Creating the Ideal Connection with your horse
No matter which style of horseback riding we do, our foundation is the seat—the rider’s lower-body position that permits communication and control with the horse.
A good seat, to which every rider aspires, is the result of coordinating one’s body with the horse at rest or in motion.
And although the process is the first thing a rider learns, perfecting a good seat often takes many years of study and effort. Although many instruction manuals delve into the subject, until now there has not been a book entirely devoted to developing a seat that is applicable to all styles of riding.
In The Seamless Seat, veteran instructor Kathleen Schmitt begins with a discussion of how we learn in terms of creating an environment in which we can understand and then build a good seat. She goes on to show how human and equine anatomy interact, creating the “platform” that is fundamental to a secure seat.
Elements of such approaches as Neuro-Linguistic Programming and the Alexander Technique are also discussed.
How the horse moves at the walk, trot, canter, and gallop, as well as its position at the halt and rein-back and its movement during transitions between gaits—all have a bearing on the rider’s form and control.
Those elements lead to the various types of seats: the passive, active, resisting, and unilateral, and when each one is appropriate.
They in turn lead to the rider’s leg and arm positions and the rein and auxiliary aids, all of which become optimally effective when the secure “seamless” seat has been achieved.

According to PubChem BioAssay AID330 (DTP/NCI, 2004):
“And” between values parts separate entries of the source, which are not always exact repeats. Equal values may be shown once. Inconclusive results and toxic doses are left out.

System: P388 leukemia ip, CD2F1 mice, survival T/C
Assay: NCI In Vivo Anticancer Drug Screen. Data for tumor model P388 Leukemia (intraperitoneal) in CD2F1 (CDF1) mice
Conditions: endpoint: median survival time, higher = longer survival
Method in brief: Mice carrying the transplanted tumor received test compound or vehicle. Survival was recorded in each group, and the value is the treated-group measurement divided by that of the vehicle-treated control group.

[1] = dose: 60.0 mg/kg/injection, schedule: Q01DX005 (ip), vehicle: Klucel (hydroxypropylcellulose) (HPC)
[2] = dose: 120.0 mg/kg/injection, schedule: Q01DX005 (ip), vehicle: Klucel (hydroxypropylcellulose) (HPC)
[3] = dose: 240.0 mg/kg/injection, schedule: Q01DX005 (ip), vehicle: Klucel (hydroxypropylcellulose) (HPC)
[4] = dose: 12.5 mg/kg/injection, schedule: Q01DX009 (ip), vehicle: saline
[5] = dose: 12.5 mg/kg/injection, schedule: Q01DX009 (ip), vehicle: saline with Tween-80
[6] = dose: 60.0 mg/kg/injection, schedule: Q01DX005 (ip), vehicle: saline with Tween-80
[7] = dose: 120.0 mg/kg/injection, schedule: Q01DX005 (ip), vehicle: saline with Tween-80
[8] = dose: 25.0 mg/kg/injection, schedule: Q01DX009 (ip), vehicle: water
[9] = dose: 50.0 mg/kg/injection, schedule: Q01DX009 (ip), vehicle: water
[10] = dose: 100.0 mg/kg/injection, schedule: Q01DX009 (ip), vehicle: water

Whether your discipline is English or Western riding for pleasure or for competition,The Seamless Seat will make you a more educated and capable horseman.
Chapters include:Introduction: what it is like to be a good rider, riders have three main jobs, how we learn about anything, where we are at the moment and where we want to end up, the ideal rideChapter 1 Finding your own personal ideal seat: the platform and contact area, finding your seat at the halt, how the platform and the contact area work with each other, finding your easiest lineup, heel release, knee and hip release, what does this tell us?
Chapter 2 How people move: Alexander technique, Human motion, human posture, search images, effective personal riding styles, form, experience, and scope of attention, the tricky part about learning to ride
Chapter 3 Opportunities in Equine motion: The horse’s motion as a response, you may move now, what do we know now that we didn’t know before?, Going up, Let’s think about this for a moment, using the lift for security and comunication, going down, using the drop for security and communication, going right or left, using the left/right swing, riding without stirrups, what about the other gaits?
Chapter 4 How Horses move: the walk, the trot, the canter, the gallop, the reinback, why do we need to learn all this?
Chapter 5 Summing up and drawing conclusions so far: gymnastic development as a priority
Chapter 6 Learning about anything, including riding: What we see versus what is really going on, NLP-isms, Stages of learning, aspirations, motivations and assumptions
Chapter 7 There are only so many ways to sit: The passive seat, the active seat, the limiting seat, the unilateral seat
Chapter 8 Leg aids that work with your seat: The passive leg, the active leg, the limiting leg, the unilateral leg
Chapter 9 Rein aids that work with your set: Length of rein and contact, accepting the bit, passive rein, active rein, limiting rein, unilateral rein aids
Chapter 10 Two more aids, and how to tell if your aids are working: the voice, auxiliary aids, using objective measurements
Chapter 11 Using what we know now: Phases and the transition between the gaits, lateral flexion, “this could take years”, summaryDetails: Hardcover, 217 pages, photographically illustrated